Santa Clara County is now one of the most expensive places to live in the country. The median home price is approaching $1 million, and ever-increasing rents have resulted in displacement pressures and a growing homeless population. As of January 2015, more than 6,500 unhoused people were living in Santa Clara County, including more than 4,500 unsheltered individuals — the fourth largest number in the country.
In November, voters in Santa Clara County have an opportunity to help those who are most in need of housing and improve quality of life for all. Measure A, a $950 million general obligation bond, will support the construction of approximately 4,800 housing units. The measure will fund very low-, low- and moderate-income housing ($200 million), first-time homebuyer assistance ($50 million) and permanent supportive housing ($700 million). The permanent supportive housing will serve people who are extremely low-income (households making up to 50 percent of the area median income, or $55,800 for a four-person household), primarily those with special needs: the formerly homeless, the mentally ill and the disabled.
SPUR is proud to support Measure A. Here’s why:
Measure A makes it possible to build housing for those who are most in need.
This bond will primarily fund permanent supportive housing, which requires a patchwork of funding sources. In order to compete for state and federal sources of funding, projects must show local support. So the funding this bond provides can help local projects access additional funding. Since residents of permanent supportive housing have little to no income and require extensive services, rental income for these developments cannot support a conventional loan, and these projects may require additional subsidy to fill the gap.
There are very few funding sources for this type of housing, and even fewer since California eliminated state redevelopment agencies in 2012. Before the dissolution of redevelopment, Santa Clara County cities had $60 million annually to invest in housing for low- and moderate-income households. Drastic cuts to federal and state housing programs further reduced affordable housing funding in the county; California Housing Partnership Corporation estimates that Santa Clara County’s affordable housing funding has been reduced by $130 million (an 83 percent reduction) since 2008.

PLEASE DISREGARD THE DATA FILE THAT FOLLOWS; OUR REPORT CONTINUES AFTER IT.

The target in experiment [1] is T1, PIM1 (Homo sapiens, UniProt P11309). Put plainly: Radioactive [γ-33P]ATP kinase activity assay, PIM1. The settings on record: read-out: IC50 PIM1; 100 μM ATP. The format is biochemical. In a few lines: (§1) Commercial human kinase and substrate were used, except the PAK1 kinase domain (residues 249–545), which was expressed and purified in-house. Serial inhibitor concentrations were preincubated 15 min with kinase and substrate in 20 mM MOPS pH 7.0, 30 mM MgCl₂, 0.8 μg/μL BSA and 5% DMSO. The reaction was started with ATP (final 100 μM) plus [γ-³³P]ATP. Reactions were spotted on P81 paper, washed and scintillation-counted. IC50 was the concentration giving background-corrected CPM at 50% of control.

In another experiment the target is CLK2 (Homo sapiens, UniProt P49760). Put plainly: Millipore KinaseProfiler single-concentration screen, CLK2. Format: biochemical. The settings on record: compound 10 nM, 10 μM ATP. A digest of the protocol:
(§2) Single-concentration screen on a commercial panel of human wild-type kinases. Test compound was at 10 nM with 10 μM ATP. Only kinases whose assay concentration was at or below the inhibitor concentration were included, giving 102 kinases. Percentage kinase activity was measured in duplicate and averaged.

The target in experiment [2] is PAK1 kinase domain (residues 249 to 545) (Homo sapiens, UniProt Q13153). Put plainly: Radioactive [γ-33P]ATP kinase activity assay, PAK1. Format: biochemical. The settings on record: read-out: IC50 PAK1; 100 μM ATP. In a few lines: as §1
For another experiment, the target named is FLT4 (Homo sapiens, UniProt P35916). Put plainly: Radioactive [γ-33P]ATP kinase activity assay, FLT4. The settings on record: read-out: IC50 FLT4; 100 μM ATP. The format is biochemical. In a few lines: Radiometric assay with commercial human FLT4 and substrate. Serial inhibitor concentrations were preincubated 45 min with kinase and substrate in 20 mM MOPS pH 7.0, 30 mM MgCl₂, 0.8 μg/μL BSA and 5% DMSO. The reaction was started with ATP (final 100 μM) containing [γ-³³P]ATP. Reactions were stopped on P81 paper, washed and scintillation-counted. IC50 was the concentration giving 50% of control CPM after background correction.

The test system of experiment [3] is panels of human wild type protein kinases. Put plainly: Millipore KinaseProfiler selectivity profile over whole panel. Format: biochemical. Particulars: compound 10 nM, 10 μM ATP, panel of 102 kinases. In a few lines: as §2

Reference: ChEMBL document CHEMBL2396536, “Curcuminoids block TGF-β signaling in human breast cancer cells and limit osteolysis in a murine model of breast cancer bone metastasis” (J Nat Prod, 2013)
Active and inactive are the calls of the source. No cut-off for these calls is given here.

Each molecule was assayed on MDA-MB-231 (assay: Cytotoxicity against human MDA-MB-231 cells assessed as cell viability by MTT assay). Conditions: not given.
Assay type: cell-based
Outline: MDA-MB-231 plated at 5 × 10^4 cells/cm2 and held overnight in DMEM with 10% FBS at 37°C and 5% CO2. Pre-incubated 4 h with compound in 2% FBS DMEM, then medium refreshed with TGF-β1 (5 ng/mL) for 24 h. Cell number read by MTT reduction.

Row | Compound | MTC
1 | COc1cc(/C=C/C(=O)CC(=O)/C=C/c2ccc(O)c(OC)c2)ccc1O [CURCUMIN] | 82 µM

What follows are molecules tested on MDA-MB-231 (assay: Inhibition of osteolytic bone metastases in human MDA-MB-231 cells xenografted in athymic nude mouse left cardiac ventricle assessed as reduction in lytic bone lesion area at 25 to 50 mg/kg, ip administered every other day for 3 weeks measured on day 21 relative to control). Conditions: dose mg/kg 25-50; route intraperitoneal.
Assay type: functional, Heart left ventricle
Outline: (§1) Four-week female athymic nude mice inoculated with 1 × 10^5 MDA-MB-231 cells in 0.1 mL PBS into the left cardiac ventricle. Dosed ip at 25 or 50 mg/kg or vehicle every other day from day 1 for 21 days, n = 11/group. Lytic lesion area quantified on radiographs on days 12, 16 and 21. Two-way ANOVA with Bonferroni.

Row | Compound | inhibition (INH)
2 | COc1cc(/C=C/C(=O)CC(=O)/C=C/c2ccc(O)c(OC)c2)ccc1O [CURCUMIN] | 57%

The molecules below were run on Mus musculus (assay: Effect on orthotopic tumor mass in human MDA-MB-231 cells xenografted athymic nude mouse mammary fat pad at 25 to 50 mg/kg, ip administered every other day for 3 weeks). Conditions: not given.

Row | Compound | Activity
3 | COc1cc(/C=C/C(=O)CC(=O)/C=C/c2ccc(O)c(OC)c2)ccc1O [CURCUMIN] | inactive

The cost to taxpayers is modest.
Property-owners would pay up to $12.66 per $100,000 of assessed property value. For a home valued at $810,000 (the county median home price in 2015), a homeowner would pay an additional $102.55 per year. Since older bonds may be reaching the date when they are retired over the same time period as the housing bonds are issued, the net change in property taxes for property owners may not be increased by the full amount in all years.
Building housing for homeless people and extremely low-income people is cost-effective.
This measure could eventually have a net positive effect on the general fund. Destination:Home’s report Home Not Found: The Cost of Homelessness in Silicon Valley, found that the county spends $520 million annually on homelessness, with the highest costs associated with medical services and the justice system. The report also found that providing permanent supportive housing to the heaviest users of county services could result in avoided costs of more than $42,700 for each person who receives and remains in housing. Studies around the country confirm the cost-effectiveness of providing supportive housing to heavy users of public services.
SPUR strongly supports Measure A. We believe it is critical to invest in permanently supportive housing and recognize that the major constraint on affordable housing is the lack of funding. Measure A brings the funding we need to build more affordable housing. For more information about the campaign, visit http://yesonaffordablehousing.org/